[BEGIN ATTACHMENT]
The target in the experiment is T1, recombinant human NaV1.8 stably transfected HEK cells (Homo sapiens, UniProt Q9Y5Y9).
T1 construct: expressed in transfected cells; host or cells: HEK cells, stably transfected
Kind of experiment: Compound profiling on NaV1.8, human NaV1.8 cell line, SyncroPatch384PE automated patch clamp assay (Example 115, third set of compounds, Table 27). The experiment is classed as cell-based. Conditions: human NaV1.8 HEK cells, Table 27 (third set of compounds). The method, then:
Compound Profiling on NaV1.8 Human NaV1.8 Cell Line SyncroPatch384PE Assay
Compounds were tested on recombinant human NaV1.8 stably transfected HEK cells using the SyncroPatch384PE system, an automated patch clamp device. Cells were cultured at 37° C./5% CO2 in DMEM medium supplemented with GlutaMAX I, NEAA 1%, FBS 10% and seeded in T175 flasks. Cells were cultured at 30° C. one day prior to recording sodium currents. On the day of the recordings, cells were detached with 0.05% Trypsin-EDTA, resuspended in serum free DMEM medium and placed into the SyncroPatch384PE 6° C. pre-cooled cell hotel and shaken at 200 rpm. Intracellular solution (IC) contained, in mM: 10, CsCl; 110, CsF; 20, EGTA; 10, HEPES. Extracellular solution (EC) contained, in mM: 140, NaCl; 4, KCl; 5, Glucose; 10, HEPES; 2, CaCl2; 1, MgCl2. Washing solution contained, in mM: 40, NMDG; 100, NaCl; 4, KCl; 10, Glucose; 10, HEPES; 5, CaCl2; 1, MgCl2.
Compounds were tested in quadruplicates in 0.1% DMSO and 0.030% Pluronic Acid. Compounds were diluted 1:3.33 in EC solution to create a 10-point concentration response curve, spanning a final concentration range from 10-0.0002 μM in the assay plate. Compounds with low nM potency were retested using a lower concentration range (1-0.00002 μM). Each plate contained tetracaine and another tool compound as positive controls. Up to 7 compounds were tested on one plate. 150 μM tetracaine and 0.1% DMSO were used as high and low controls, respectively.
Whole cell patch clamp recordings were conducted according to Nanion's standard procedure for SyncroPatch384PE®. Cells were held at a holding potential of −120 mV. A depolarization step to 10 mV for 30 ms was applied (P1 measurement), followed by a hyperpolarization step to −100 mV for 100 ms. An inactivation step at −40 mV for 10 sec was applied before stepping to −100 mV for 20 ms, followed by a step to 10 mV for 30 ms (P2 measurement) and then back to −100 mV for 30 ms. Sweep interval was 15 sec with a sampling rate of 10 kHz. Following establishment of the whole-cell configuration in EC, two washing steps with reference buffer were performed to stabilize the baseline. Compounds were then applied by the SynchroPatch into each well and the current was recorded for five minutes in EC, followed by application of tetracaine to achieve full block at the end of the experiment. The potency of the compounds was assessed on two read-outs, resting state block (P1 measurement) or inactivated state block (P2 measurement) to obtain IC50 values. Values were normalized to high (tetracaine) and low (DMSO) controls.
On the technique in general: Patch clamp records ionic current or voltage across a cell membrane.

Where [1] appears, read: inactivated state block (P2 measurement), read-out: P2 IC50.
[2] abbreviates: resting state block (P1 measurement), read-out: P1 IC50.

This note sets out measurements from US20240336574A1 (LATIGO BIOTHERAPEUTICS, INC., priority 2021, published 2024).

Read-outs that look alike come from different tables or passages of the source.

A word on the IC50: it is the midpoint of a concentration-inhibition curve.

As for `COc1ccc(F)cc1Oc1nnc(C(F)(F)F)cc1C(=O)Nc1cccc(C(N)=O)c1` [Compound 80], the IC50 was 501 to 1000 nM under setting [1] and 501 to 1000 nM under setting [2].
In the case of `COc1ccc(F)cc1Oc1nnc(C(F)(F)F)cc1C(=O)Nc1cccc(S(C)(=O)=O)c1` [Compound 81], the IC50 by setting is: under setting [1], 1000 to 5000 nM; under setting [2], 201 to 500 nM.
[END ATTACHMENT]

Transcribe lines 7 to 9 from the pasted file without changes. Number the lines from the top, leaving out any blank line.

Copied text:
Whole cell patch clamp recordings were conducted according to Nanion's standard procedure for SyncroPatch384PE®. Cells were held at a holding potential of −120 mV. A depolarization step to 10 mV for 30 ms was applied (P1 measurement), followed by a hyperpolarization step to −100 mV for 100 ms. An inactivation step at −40 mV for 10 sec was applied before stepping to −100 mV for 20 ms, followed by a step to 10 mV for 30 ms (P2 measurement) and then back to −100 mV for 30 ms. Sweep interval was 15 sec with a sampling rate of 10 kHz. Following establishment of the whole-cell configuration in EC, two washing steps with reference buffer were performed to stabilize the baseline. Compounds were then applied by the SynchroPatch into each well and the current was recorded for five minutes in EC, followed by application of tetracaine to achieve full block at the end of the experiment. The potency of the compounds was assessed on two read-outs, resting state block (P1 measurement) or inactivated state block (P2 measurement) to obtain IC50 values. Values were normalized to high (tetracaine) and low (DMSO) controls.
On the technique in general: Patch clamp records ionic current or voltage across a cell membrane.

Where [1] appears, read: inactivated state block (P2 measurement), read-out: P2 IC50.